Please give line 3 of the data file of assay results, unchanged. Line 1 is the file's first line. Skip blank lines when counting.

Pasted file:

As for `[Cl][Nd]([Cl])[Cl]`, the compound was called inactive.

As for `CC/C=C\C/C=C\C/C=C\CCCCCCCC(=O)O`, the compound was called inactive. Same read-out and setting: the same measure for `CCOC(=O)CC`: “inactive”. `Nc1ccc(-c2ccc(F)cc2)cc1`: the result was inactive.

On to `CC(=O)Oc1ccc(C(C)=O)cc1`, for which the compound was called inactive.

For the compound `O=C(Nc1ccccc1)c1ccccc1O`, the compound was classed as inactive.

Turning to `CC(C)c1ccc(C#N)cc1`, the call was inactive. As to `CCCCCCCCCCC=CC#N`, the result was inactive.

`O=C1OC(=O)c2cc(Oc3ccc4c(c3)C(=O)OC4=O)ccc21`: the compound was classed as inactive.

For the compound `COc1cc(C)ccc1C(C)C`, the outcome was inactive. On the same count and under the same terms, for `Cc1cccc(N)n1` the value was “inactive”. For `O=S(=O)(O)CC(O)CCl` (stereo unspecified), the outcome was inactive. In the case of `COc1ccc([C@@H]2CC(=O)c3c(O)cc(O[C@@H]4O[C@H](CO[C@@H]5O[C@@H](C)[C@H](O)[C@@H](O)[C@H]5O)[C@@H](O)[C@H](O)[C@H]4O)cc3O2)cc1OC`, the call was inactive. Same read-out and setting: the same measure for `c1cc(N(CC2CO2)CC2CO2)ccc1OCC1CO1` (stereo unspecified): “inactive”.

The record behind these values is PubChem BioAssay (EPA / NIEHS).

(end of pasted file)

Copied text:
On to `CC(=O)Oc1ccc(C(C)=O)cc1`, for which the compound was called inactive.